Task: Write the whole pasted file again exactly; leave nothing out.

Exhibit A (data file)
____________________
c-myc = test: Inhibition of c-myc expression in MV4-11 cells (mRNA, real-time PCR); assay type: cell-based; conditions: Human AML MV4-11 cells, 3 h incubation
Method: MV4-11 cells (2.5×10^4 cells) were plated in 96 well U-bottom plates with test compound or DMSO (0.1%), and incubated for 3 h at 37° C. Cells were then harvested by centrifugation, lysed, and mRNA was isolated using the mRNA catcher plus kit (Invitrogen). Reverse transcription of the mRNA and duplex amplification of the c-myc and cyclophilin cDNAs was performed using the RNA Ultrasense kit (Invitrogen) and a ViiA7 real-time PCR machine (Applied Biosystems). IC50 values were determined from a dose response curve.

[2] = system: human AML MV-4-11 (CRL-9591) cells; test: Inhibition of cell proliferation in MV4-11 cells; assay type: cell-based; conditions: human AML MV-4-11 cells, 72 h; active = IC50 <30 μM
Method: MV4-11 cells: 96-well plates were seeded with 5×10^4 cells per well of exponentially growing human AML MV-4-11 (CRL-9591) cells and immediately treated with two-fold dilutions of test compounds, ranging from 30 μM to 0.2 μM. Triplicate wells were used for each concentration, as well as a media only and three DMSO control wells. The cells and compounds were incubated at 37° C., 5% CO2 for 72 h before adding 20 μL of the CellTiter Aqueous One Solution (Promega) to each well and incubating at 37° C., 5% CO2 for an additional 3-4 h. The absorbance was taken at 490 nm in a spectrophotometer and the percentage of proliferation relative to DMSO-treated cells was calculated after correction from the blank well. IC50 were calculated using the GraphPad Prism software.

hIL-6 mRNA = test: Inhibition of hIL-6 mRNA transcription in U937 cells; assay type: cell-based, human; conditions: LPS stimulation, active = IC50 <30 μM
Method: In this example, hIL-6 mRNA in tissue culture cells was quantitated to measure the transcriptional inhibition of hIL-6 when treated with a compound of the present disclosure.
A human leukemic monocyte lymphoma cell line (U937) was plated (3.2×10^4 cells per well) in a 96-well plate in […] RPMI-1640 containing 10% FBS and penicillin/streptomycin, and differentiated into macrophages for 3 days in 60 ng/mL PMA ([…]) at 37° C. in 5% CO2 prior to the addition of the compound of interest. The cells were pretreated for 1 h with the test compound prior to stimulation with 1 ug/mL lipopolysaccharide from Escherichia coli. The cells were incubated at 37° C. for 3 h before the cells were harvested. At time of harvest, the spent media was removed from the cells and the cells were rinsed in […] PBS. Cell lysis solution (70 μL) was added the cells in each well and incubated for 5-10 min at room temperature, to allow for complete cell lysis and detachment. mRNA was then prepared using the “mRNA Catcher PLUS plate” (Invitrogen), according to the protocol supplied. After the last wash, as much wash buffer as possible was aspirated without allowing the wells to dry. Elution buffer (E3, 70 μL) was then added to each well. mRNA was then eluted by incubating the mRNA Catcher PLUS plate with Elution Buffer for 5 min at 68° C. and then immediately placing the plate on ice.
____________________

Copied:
c-myc = test: Inhibition of c-myc expression in MV4-11 cells (mRNA, real-time PCR); assay type: cell-based; conditions: Human AML MV4-11 cells, 3 h incubation
Method: MV4-11 cells (2.5×10^4 cells) were plated in 96 well U-bottom plates with test compound or DMSO (0.1%), and incubated for 3 h at 37° C. Cells were then harvested by centrifugation, lysed, and mRNA was isolated using the mRNA catcher plus kit (Invitrogen). Reverse transcription of the mRNA and duplex amplification of the c-myc and cyclophilin cDNAs was performed using the RNA Ultrasense kit (Invitrogen) and a ViiA7 real-time PCR machine (Applied Biosystems). IC50 values were determined from a dose response curve.

[2] = system: human AML MV-4-11 (CRL-9591) cells; test: Inhibition of cell proliferation in MV4-11 cells; assay type: cell-based; conditions: human AML MV-4-11 cells, 72 h; active = IC50 <30 μM
Method: MV4-11 cells: 96-well plates were seeded with 5×10^4 cells per well of exponentially growing human AML MV-4-11 (CRL-9591) cells and immediately treated with two-fold dilutions of test compounds, ranging from 30 μM to 0.2 μM. Triplicate wells were used for each concentration, as well as a media only and three DMSO control wells. The cells and compounds were incubated at 37° C., 5% CO2 for 72 h before adding 20 μL of the CellTiter Aqueous One Solution (Promega) to each well and incubating at 37° C., 5% CO2 for an additional 3-4 h. The absorbance was taken at 490 nm in a spectrophotometer and the percentage of proliferation relative to DMSO-treated cells was calculated after correction from the blank well. IC50 were calculated using the GraphPad Prism software.

hIL-6 mRNA = test: Inhibition of hIL-6 mRNA transcription in U937 cells; assay type: cell-based, human; conditions: LPS stimulation, active = IC50 <30 μM
Method: In this example, hIL-6 mRNA in tissue culture cells was quantitated to measure the transcriptional inhibition of hIL-6 when treated with a compound of the present disclosure.
A human leukemic monocyte lymphoma cell line (U937) was plated (3.2×10^4 cells per well) in a 96-well plate in […] RPMI-1640 containing 10% FBS and penicillin/streptomycin, and differentiated into macrophages for 3 days in 60 ng/mL PMA ([…]) at 37° C. in 5% CO2 prior to the addition of the compound of interest. The cells were pretreated for 1 h with the test compound prior to stimulation with 1 ug/mL lipopolysaccharide from Escherichia coli. The cells were incubated at 37° C. for 3 h before the cells were harvested. At time of harvest, the spent media was removed from the cells and the cells were rinsed in […] PBS. Cell lysis solution (70 μL) was added the cells in each well and incubated for 5-10 min at room temperature, to allow for complete cell lysis and detachment. mRNA was then prepared using the “mRNA Catcher PLUS plate” (Invitrogen), according to the protocol supplied. After the last wash, as much wash buffer as possible was aspirated without allowing the wells to dry. Elution buffer (E3, 70 μL) was then added to each well. mRNA was then eluted by incubating the mRNA Catcher PLUS plate with Elution Buffer for 5 min at 68° C. and then immediately placing the plate on ice.